Just get a load of this bar graph:

(Click through to pagetrafficbuzz.com)

I mean, they’re savvy to Google+, which I’m certain I would never have heard the first thing about until my daughter forced my hand on there?! These old people are one advanced group. 

To return to the Accenture ’09 survey for a moment, their visual (you know I just love visuals) indicates boomer growth in just about every technological arena. Boomers:

  • Have increased reading blogs and listening to podcasts by 67 % year over year; nearly 80 times faster than Gen Y (1 percent);
  • Posted a 59 percent increase in using social networking sites—more than 30 times faster than Gen Y (2 percent); and
  • Increased watching/posting videos on the Internet by 35 percent—while Gen Y usage decreased slightly (-2 percent)

Wondering what else we elderly are doing once we’ve logged in, if we’re not tweeting and blogging? The Pew Internet Survey informs us–and it sure does look like a lot of e-mail.

BUT. . .there’s a bunch of searching going on, and a large percentage of people are getting their news online, a total change from my day when we all sat around the TV (for which you actually had to get up to change the channel, should you want to watch the other channel) and watched The Nightly News, which seemed like it could have been handed down from on high.

You spoke during the broadcast at your own peril.

It appears to be a thing of the past.

And do you love how many people 74 and older are online shoppers? God bless all of us–we keep the economy going from the comfort of our own homes.

Particularly notice that percentage of boomers who are using the Internet to gather health information. Keep that under your hat–for we’ll be returning to it in a later post.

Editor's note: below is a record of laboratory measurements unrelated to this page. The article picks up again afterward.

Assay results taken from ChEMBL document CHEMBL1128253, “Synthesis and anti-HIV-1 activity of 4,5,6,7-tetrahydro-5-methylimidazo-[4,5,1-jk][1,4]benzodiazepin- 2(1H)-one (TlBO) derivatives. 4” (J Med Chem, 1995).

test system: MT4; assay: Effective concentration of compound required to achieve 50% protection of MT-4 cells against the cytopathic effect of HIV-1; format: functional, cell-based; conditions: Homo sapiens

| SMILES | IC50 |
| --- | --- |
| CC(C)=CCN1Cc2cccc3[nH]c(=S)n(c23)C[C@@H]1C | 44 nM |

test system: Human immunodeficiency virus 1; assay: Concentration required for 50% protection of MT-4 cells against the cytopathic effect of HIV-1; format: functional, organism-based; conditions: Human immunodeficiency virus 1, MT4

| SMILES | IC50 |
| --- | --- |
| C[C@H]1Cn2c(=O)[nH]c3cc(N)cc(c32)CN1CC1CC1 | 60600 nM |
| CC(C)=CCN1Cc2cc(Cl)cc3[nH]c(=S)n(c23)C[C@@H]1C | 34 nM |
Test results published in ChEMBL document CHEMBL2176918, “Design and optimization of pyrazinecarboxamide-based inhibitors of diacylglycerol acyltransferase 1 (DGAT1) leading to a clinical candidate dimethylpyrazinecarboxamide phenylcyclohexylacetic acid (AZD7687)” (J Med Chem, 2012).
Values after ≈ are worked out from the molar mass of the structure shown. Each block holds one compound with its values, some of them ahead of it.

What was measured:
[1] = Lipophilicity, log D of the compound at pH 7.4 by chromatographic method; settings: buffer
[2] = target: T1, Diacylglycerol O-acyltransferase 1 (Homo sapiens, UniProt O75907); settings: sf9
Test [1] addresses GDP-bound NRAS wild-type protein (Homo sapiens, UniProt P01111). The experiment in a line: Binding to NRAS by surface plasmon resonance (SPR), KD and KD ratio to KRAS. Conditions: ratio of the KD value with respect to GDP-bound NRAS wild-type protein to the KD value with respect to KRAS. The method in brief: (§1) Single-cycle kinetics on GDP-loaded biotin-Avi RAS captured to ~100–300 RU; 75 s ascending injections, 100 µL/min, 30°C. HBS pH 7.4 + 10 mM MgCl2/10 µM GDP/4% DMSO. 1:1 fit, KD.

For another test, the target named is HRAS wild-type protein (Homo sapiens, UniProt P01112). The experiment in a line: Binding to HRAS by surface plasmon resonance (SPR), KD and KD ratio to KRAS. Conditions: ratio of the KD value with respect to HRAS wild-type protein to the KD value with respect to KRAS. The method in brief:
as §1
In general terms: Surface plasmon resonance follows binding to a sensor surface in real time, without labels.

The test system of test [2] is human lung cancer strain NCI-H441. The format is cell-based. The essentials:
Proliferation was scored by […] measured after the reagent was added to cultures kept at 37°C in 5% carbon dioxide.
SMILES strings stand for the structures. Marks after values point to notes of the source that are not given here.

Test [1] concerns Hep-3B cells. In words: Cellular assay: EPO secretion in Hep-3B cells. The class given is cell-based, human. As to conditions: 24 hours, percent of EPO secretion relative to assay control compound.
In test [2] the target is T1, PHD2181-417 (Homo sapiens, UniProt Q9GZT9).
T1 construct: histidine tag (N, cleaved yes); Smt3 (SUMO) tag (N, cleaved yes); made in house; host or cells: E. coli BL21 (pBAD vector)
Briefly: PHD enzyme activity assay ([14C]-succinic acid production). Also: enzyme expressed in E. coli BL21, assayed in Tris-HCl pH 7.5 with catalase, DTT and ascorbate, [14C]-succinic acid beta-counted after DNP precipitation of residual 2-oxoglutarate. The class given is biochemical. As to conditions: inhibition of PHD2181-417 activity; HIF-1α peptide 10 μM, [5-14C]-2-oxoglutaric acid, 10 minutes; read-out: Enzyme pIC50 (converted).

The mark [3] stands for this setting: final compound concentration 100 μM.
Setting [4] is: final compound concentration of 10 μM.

And lest we leave off without addressing that ubiquitous American tool–the mobile–if you think the Boomers have been left out of that craze, well, you’re crazy.

In 2011, 86.9% of Boomers had mobile phones.

I find this staggering, given that these didn’t exist–not when I was a kid, but a grown woman. And somehow doctors and stock brokers survived, I promise they did.

Jan Chronic writes in her article “Marketing to Baby Boomers,” that one-quarter of that 87% of mobile phone users were expected to access the internet via mobile browsers or installed apps by 2012.

And, by 2015, 40% of the baby boomers will use the internet via mobile.

In short, a generation that grew up on “Leave it To Beaver” and hosted ‘the British Invasion’ are making the technological world of the 21st century their own, to inhabit comfortably, and that in itself is an impressive feat, given that there were no PCs until I did my PhD, no Cable TV until my children were in school, my daughters did their college research ‘in the stacks,’ in a world before universities had academic papers online–and the concept of e-mail would have been so mind-blowing people would have laughed about it.

Times change, and people change with them–even old folks, like us.

Now–what has all this technological advancement done for we senior citizens? Well, for that you’ll have to access this blog again on your mobile tomorrow.